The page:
An acknowledgement

I recently needed to add a subpanel to a module which returned rows matching some unusual criteria.  The requirement for this subpanel didn’t match the standard one-to-many or many-to-many relationship with another module that a subpanel usually reflects.  I researched ways to do this and came across an excellent blog post on the subject by Shane Dowling.  Following what he had written I was able to accomplish my task.  This post is an attempt to make this technique accessible to those who are less familiar with Sugar 7 development.

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When it comes to customization, Sugar 7 is far away the best and most flexible CRM on the market. The Sugar framework empowers the developers to make heavy modifications in the user interface (UI) without touching the core of the product.

Our customers are always coming up with interesting use cases.  One customer asked me this question.

I don’t want my end users to accidentally unlink related Contact records.  Is it possible to selectively disable the Unlink button so that only some users are allowed to use it?

The Unlink action that our customer wanted disabled.

The Unlink action that our customer wanted disabled.

There are many ways to do this but here is an easy one that allow us to manage who has access to unlink a record using Teams.  But we could just as easily adapt this technique to use a Role or some other attribute of a Sugar user to do the same thing.  Sugar’s flexibility means your imagination is the limit.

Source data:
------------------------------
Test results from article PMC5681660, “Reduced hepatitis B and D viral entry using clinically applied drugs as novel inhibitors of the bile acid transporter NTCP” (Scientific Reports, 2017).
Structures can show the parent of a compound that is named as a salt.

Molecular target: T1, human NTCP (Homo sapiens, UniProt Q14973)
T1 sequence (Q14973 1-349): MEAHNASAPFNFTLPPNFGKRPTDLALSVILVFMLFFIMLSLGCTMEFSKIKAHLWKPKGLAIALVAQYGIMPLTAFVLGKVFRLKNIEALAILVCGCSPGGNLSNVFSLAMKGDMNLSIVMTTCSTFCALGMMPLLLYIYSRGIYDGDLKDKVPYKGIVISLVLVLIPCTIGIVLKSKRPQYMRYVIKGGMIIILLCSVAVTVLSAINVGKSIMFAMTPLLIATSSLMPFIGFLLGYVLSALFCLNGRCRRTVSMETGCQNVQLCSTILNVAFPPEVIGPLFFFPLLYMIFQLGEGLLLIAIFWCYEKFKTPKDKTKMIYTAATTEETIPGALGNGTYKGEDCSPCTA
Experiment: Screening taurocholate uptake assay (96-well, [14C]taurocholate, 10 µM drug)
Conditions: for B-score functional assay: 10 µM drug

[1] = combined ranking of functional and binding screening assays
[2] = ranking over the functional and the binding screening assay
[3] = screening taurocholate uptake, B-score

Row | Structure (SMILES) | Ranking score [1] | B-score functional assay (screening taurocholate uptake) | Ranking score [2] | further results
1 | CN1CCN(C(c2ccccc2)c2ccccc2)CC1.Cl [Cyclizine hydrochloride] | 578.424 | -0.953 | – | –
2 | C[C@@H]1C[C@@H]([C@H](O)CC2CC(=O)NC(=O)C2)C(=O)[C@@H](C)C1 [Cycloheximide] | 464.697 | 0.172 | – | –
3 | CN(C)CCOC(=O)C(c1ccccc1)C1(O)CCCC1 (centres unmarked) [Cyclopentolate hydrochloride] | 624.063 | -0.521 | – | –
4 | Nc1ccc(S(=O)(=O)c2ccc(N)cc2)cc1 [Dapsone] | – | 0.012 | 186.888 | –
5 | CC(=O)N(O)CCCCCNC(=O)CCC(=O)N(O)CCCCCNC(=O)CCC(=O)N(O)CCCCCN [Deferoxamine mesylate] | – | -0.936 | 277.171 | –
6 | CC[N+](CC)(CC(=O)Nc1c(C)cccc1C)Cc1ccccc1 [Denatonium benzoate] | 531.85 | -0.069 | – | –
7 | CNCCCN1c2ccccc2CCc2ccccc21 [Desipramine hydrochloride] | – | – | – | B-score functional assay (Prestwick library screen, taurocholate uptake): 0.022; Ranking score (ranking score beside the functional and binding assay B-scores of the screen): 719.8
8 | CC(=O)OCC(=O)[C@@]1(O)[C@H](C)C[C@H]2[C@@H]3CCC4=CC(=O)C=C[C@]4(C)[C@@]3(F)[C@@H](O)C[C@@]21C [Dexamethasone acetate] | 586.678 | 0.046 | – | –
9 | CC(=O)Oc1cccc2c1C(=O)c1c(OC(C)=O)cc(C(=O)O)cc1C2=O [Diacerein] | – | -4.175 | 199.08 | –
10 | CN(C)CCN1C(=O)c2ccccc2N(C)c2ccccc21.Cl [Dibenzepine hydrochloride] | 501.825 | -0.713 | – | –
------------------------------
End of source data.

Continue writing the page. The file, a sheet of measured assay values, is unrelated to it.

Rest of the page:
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There are certain parts of the Sugar 7 user interface that are always available to the user.  For example, the Sugar Cube at the top left corner of both our mobile and web applications is always visible as an anchor that allows the user to return to their home dashboard.  Another example is the Help button that is displayed in the Sugar 7 footer.  It is available in every screen and allows the user to toggle the display of the contextual help dashboard for whatever they happen to be doing.

Help button in the Sugar 7 application footer

Help button in the Sugar 7 application footer

Most examples of UI customizations in Sugar 7 involve making additions to particular modules, dashboards, or screens within the application.  However certain features benefit from being available at all times because they can be applied universally.  A good example would be a collaboration feature such as in-application chat or a share button.

In this post, we will show how easy it is to add your own custom Views to the Sugar 7 application footer layout that can serve as anchors for a custom feature or integration with Sugar.

We will add a Chat button that will display an alert when it is clicked on whatever screen is currently in use.  You will see it is as easy as adding a new Sugar 7 view to an existing layout.